The U.S. Fish and Wildlife Service recently announced that American eel populations are stable and do not need protection under the Endangered Species Act (ESA). Nonetheless, for the species’ long-term stability, the agency recommends continuing efforts to maintain healthy habitats, monitor harvest levels, and improve river passage for migrating eels.
The decision, also known as a 12-month finding, follows an in-depth status review on a 2010 petition to list the eel as threatened under the ESA. The review was largely based on a biological species report peer-reviewed by the National Oceanic and Atmospheric Administration-Fisheries, U.S. Geological Survey, U.S. Forest Service, the Atlantic States Marine Fisheries Commission’s Eel Technical Committee and academia.
After examining the best scientific and commercial information available regarding past, present and future stressors facing the species, the Service determined the eel’s single population is overall stable and not in danger of extinction (endangered) or likely to become endangered within the foreseeable future (threatened).
American eels remain widely distributed throughout much of their historical range, despite habitat loss and reduced numbers over the past century. New information reiterates their flexibility and adaptability by indicating that some eels complete their life cycle in estuarine and marine waters, contrary to former research that suggested eels required freshwater for growing to adulthood.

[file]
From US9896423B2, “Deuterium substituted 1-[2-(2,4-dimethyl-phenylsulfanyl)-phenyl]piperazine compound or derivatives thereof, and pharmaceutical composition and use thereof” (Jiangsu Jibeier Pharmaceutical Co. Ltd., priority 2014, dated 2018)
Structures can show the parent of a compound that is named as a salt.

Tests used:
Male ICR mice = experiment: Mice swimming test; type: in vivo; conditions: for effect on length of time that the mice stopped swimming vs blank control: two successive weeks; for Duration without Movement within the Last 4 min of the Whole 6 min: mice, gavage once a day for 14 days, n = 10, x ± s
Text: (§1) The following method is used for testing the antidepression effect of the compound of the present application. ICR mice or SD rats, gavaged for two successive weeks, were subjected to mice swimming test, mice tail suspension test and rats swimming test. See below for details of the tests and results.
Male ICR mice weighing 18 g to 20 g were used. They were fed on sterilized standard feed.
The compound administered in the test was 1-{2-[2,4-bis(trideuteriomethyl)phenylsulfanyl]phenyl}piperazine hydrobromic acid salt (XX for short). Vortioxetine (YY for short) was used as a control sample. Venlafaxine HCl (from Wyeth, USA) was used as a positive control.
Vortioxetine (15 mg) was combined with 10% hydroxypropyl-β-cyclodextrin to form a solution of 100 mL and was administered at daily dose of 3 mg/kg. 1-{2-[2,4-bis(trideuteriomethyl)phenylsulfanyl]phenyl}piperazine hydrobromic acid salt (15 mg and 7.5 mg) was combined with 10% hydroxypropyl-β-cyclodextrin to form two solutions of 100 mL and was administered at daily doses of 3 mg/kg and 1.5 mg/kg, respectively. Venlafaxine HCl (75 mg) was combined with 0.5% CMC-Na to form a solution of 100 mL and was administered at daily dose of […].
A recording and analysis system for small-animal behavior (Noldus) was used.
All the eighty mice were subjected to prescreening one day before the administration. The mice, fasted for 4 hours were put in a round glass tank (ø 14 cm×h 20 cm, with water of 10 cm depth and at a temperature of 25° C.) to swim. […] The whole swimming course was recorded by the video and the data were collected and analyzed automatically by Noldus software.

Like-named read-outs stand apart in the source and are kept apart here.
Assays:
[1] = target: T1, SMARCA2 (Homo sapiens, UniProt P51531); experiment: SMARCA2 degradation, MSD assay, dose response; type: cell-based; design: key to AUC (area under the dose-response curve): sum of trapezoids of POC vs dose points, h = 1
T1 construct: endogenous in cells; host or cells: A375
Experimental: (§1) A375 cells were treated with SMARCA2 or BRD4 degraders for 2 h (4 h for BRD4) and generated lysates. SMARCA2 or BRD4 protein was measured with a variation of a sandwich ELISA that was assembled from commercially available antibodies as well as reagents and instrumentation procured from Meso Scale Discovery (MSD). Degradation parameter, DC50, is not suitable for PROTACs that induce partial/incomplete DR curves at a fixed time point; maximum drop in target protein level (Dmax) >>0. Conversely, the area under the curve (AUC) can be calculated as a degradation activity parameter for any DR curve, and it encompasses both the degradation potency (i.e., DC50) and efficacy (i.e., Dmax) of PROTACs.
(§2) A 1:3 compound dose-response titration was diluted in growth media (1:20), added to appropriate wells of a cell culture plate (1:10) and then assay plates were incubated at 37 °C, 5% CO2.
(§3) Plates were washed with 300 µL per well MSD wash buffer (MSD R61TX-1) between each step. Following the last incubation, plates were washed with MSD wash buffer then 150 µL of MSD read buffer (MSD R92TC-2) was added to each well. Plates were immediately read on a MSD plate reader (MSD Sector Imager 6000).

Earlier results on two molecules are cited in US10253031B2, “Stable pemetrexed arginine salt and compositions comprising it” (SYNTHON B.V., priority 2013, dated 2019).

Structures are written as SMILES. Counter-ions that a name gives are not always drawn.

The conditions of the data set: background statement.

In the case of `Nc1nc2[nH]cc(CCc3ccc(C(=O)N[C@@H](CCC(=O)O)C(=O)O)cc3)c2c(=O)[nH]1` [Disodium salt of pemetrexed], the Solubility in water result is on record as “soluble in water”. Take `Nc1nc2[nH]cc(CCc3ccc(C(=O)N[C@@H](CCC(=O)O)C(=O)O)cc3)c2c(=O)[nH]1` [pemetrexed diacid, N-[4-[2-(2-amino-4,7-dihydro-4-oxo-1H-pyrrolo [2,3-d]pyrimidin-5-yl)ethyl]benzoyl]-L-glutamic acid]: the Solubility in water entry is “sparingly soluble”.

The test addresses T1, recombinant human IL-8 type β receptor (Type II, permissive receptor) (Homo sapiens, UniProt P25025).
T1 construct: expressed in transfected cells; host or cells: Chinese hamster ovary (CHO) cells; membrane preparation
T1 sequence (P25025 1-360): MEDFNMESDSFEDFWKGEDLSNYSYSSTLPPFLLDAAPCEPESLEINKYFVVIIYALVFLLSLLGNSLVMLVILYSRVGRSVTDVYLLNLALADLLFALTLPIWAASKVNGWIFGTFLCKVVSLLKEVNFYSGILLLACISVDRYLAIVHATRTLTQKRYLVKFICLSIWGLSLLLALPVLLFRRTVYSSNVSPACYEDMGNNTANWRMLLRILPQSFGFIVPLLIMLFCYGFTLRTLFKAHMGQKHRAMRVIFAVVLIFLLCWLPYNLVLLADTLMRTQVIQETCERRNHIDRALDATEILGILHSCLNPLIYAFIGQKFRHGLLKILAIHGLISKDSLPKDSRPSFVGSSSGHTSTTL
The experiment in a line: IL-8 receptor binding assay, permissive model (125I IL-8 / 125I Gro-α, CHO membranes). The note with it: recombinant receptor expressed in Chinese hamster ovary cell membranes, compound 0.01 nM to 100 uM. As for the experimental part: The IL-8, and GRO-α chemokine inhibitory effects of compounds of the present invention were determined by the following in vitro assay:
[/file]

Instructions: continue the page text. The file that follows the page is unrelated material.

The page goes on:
This is the second time the Service has evaluated the American eel for listing under the ESA and found listing not warranted. The first decision came in 2007 after an extensive status review. This 12-month finding will be published in the Federal Register on October 8, 2015. The finding and supporting documents can be found at http://www.fws.gov/northeast/americaneel/.
More information is available at: http://www.fws.gov/northeast/americaneel/
source: U.S. Fish and Wildlife Service